But just think, how many kids and there's been several I mean, not several its been a bunch of them now. You know, I'm, I think more of the beginning type years. Sure. But we we have, Coalfield has touched so many. You know, that's made a lot for them. Because I know there's people that wouldn't go to Marshall because they're scared. Yeah. You know, if anything, they would go to Southern in Williamson. And rather than going to Marshall, we want we try to start a junior college yet Fort Gay one time. Back years ago, the EDA was Charlie Salmons was one of them that was pushing it. And they threw a fit, you know, so whether it's Marshall territory, you know, but it's a natural draw. Because it's the bridge is there you got the good highways is on the other side. And, you know, it would have been a natural draw for people from Kentucky, south of Fort Gay and north of Fort Gay, they would all come there. Right, you know, for the first first two years or whatever. And it didn't, it didn't go but I think it should have been, I think it was a good idea.

Brandon Dennison:

You know, you've been very involved in local politics.

Larry Castle:

Oh, yeah.

Brandon Dennison:

And of course, this podcast, we're not allowed to endorse candidates. And we won't talk any specific names. But I wonder just West Virginia politics. It's sort of a unique brand of politics, and what have you learned by being involved with some various campaigns?

Larry Castle:

Let me tell you a little story. The plant manager at Ashland Chemical, he was not from here. He was raised in St. Louis, but he had he had worked for Ashland, for years. He'd been outside the country and he's one of the Ashland's top people. I think they ranked him six, Paul Shelburne, I think or something, said he was six or somebody like that. And but he was kind of hard to get along with. And so he wanted to end up being a good guy as plant manager and he didn't know how, he didn't know how to talk to people. Back in the old days, engineers, they worked with things they don't want nothing to do with nobody else. They had ideas, they want to put their little things together. And leave me alone, you know. And that's change some, you know, in the younger engineers have more personal skills. But if you want to really make money, you want to be a plant manager or something like that.

Brandon Dennison:

So you got to figure out people,

Larry Castle:

Yeah, you got to do that. And so he told me one, I mean, knew I was involved in politics. And he said, 'My daughter in law is working on her. She's a principal at a school and she's working on her PhD in education. And her dad tells her who to vote for.' I said, 'That's the way it is.' Families generally stick together in this area, you know.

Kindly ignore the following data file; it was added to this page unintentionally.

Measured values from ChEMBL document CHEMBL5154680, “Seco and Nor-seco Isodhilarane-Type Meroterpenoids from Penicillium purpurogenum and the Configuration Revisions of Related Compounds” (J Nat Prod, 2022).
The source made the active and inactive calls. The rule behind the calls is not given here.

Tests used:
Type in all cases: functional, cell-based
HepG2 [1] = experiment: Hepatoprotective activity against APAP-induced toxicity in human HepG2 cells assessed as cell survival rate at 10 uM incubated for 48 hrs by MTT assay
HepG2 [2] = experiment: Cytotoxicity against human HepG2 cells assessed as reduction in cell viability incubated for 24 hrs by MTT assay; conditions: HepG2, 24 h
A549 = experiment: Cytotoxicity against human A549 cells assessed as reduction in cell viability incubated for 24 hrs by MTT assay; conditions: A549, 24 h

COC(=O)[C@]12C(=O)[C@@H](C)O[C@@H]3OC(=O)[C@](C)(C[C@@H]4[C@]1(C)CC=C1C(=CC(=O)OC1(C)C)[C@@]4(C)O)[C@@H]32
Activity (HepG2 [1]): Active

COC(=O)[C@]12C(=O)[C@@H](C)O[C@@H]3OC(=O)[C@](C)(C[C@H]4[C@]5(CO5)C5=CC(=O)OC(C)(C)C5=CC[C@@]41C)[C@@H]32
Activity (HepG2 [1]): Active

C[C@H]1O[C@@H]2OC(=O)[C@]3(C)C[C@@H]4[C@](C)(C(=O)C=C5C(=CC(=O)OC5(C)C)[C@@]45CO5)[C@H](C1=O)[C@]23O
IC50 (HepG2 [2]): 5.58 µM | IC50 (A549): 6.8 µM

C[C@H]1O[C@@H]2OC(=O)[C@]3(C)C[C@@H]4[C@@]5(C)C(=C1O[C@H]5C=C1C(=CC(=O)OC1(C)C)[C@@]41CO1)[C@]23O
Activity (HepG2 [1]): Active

Brandon Dennison:

Certain people they say, carry votes, right. And that means if you win over one person in a holler, you win over a slew of folks that look to them.

Larry Castle:

Whether it is grandpa or dad, or, you know, they're going to tell you how to vote. And, you know, they're going to know that people now when I started getting involved in politics, I didn't realize this, and I didn't really have a, I had a slate, you know, that I supported, but I didn't really have, like, you know, anyone at any particular person that out really support hard. And people would come to me and said, 'Who do you want me to vote for? I said, 'What you mean?' And he said, 'You know, them guys, I don't know him, you know, you know, whether they're good guys are not just tell me who to vote for.' And that happens. It's amazing how often that happens. They know, I am at the meet the candidates, and I'm talking to all the candidates and stuff like that. And, yeah, I have some favorite ones. And the one is not in politics anymore was Truman Chafin I represented Truman Chafin in Wayne County for several years. And that was an awesome experience.

Brandon Dennison:

I know you were a go to go to man. For Truman for a long time.

Larry Castle:

Right, and I still still have a good relationship with Truman. And we communicate, not as often but few times a year, you know, his wife ran for Supreme Court. She didn't win, but it's probably a good thing. Because right after that, when all those justices got in trouble.

Brandon Dennison:

Mass resignation. Yeah.

Larry Castle:

That was the ones that if she had won, she might have got mixed up in that staff, but she's a great, great lady Truman and Tish are both great people.

Brandon Dennison:

Larry, my my last question to you as we're coming up on time, you know, what are some of the biggest changes you've seen in in southern West Virginia? And then what are some of the changes that you still hope to see some things you think need to change in the future?

Larry Castle: